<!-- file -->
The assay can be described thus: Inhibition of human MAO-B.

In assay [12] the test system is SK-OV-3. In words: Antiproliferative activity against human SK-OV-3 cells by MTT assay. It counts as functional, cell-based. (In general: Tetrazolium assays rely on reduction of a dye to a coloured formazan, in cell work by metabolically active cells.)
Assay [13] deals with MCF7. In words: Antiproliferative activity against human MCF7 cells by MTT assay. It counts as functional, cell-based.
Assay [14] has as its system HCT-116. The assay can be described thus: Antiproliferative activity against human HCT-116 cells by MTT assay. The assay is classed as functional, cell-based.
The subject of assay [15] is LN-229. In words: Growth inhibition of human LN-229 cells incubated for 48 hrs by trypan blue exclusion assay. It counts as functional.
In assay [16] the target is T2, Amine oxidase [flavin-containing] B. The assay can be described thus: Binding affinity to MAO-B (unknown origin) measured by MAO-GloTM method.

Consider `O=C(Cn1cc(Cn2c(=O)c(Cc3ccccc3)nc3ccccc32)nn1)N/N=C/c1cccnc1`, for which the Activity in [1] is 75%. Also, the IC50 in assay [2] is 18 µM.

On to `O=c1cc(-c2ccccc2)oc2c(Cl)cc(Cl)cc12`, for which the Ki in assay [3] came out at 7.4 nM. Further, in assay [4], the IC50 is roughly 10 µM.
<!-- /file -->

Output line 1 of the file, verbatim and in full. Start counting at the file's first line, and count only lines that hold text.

The assay can be described thus: Inhibition of human MAO-B.